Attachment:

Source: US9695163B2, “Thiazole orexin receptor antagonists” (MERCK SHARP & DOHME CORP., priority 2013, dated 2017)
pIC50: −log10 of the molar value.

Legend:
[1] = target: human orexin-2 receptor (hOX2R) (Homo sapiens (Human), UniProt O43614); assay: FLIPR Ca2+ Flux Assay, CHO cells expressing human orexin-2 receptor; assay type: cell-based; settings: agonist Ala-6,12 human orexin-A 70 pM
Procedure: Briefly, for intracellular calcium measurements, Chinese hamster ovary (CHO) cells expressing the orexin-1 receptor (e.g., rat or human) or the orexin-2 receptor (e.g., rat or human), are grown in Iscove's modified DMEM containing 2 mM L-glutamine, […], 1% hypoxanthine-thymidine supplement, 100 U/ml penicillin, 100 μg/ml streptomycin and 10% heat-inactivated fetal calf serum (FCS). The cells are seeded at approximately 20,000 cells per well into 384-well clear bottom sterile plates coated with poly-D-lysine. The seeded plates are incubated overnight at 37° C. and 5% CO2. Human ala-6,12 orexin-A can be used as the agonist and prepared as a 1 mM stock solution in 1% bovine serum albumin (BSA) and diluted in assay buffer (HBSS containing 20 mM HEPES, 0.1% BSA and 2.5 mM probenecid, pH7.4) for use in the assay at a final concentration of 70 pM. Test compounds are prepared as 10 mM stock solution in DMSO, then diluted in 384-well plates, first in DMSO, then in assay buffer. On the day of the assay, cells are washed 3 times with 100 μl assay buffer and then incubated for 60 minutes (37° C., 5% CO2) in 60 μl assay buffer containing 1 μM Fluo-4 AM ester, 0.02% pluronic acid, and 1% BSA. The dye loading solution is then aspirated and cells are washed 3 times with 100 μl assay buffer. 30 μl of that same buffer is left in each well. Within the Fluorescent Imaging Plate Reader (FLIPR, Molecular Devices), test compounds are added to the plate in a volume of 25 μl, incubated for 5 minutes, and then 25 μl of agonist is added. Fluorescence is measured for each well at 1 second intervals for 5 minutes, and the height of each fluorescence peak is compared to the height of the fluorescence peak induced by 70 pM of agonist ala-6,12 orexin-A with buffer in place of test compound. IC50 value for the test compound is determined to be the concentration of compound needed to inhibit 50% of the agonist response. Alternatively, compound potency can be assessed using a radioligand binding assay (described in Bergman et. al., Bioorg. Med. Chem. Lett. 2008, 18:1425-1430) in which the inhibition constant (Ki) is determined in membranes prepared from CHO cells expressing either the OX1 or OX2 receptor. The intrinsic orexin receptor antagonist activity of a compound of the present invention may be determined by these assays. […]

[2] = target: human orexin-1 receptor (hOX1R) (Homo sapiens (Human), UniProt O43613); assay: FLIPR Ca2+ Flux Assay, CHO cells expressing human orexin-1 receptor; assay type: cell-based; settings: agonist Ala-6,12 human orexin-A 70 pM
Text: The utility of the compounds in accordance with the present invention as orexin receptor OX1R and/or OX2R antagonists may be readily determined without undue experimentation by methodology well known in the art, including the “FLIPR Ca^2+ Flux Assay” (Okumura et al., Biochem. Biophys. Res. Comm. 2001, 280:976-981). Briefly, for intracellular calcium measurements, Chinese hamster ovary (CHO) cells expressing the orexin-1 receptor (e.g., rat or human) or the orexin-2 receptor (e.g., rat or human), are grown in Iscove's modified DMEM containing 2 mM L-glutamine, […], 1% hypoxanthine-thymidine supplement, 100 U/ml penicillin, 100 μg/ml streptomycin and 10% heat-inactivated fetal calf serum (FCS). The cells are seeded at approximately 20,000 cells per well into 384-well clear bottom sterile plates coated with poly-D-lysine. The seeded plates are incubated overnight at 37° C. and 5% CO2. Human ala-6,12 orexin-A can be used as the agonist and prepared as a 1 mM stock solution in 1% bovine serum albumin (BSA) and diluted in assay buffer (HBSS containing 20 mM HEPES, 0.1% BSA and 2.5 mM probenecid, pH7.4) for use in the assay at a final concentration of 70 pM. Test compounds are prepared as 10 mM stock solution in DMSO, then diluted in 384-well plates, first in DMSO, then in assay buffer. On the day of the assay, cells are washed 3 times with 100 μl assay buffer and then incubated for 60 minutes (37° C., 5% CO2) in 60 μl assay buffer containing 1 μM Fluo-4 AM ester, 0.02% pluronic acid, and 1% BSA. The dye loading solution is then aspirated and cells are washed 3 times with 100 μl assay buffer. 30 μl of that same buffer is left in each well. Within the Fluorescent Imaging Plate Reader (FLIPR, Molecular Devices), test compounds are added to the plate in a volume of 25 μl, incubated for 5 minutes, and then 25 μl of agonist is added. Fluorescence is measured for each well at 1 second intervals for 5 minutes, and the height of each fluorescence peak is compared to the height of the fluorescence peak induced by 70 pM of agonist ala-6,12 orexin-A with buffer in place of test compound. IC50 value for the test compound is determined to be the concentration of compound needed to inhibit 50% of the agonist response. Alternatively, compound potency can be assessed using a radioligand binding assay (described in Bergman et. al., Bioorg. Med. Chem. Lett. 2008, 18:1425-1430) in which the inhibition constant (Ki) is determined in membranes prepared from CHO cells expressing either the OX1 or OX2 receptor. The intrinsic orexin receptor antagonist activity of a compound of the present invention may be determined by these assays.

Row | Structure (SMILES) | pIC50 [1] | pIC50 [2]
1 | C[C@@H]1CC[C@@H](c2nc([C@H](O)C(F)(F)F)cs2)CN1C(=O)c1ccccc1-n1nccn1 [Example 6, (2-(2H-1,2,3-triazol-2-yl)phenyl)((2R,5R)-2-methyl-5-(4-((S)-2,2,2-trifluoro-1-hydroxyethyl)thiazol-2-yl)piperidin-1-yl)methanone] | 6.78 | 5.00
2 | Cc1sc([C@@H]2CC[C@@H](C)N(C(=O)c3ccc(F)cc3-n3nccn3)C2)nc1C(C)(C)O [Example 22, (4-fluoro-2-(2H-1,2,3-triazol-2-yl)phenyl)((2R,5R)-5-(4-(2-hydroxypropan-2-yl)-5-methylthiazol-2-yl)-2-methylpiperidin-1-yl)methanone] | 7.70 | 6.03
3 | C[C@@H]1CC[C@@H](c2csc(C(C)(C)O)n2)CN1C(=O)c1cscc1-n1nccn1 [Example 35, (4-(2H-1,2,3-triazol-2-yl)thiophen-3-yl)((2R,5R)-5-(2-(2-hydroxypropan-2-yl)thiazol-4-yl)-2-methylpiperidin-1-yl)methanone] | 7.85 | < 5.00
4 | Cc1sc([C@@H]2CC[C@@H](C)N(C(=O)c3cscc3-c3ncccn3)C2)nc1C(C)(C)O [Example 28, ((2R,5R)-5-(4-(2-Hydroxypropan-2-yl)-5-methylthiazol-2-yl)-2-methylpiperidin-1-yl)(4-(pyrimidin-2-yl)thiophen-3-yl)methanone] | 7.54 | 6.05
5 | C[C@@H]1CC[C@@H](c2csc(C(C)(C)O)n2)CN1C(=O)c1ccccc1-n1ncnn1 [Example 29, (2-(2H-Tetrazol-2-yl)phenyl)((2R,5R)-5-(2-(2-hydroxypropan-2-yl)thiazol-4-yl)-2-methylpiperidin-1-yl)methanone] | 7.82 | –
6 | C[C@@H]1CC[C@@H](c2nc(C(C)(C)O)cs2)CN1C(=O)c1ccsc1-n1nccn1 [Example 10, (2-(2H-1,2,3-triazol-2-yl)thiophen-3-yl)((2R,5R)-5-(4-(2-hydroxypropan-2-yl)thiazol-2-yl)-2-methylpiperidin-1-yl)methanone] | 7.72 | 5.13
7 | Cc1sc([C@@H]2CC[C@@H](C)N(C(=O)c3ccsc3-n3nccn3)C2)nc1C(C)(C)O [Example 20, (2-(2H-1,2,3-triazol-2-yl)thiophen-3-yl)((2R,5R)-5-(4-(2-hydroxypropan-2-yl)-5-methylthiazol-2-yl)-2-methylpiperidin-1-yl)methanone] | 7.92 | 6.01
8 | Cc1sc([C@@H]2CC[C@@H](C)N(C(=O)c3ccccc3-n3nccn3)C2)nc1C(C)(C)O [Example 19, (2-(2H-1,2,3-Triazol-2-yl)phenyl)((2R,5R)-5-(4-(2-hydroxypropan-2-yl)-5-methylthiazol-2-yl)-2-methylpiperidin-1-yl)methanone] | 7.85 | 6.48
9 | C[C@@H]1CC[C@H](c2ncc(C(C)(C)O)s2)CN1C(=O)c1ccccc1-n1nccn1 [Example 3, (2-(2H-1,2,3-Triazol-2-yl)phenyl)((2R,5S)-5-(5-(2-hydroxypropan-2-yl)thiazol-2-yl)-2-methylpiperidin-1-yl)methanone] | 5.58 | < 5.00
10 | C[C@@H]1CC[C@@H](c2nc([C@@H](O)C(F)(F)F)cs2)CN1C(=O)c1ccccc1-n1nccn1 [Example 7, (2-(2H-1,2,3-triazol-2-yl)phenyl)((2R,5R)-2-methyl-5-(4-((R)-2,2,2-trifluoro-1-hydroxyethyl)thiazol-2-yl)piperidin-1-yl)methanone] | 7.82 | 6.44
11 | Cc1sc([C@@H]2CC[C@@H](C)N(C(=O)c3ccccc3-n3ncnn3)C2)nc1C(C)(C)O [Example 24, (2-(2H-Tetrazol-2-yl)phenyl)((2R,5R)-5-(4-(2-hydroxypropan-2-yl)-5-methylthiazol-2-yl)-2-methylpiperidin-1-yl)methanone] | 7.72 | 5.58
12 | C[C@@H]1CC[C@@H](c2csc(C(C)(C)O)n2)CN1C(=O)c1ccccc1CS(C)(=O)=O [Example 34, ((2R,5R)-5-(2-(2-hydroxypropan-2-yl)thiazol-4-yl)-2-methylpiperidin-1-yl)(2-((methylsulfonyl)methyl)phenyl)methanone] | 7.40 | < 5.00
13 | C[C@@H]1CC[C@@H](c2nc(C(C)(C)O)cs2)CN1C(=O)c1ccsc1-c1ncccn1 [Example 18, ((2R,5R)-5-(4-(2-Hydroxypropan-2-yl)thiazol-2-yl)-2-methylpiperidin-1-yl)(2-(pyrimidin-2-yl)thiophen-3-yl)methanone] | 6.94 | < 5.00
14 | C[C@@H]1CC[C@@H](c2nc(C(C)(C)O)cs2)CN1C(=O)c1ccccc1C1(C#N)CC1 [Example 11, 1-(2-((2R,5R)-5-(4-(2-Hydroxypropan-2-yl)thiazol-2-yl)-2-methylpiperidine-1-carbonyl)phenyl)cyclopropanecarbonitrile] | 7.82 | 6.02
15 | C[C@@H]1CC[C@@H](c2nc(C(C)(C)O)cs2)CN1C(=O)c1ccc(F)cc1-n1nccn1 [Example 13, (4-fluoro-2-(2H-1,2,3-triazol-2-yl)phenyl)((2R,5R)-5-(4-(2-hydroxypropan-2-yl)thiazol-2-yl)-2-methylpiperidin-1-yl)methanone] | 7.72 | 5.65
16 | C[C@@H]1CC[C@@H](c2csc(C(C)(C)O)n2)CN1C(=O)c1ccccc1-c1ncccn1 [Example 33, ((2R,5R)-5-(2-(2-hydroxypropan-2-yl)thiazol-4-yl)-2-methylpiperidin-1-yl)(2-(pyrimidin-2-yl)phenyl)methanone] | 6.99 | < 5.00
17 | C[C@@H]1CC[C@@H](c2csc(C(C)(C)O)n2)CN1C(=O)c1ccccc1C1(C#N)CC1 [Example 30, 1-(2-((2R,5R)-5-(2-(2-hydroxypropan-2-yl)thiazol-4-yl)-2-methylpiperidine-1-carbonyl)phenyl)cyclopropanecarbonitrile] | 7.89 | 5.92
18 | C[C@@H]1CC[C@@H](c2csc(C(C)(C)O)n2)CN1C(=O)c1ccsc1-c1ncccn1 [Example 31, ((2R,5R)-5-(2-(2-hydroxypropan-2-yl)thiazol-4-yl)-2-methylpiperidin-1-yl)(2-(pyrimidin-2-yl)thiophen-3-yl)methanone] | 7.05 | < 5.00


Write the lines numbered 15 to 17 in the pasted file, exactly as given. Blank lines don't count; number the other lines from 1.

7 | Cc1sc([C@@H]2CC[C@@H](C)N(C(=O)c3ccsc3-n3nccn3)C2)nc1C(C)(C)O [Example 20, (2-(2H-1,2,3-triazol-2-yl)thiophen-3-yl)((2R,5R)-5-(4-(2-hydroxypropan-2-yl)-5-methylthiazol-2-yl)-2-methylpiperidin-1-yl)methanone] | 7.92 | 6.01
8 | Cc1sc([C@@H]2CC[C@@H](C)N(C(=O)c3ccccc3-n3nccn3)C2)nc1C(C)(C)O [Example 19, (2-(2H-1,2,3-Triazol-2-yl)phenyl)((2R,5R)-5-(4-(2-hydroxypropan-2-yl)-5-methylthiazol-2-yl)-2-methylpiperidin-1-yl)methanone] | 7.85 | 6.48
9 | C[C@@H]1CC[C@H](c2ncc(C(C)(C)O)s2)CN1C(=O)c1ccccc1-n1nccn1 [Example 3, (2-(2H-1,2,3-Triazol-2-yl)phenyl)((2R,5S)-5-(5-(2-hydroxypropan-2-yl)thiazol-2-yl)-2-methylpiperidin-1-yl)methanone] | 5.58 | < 5.00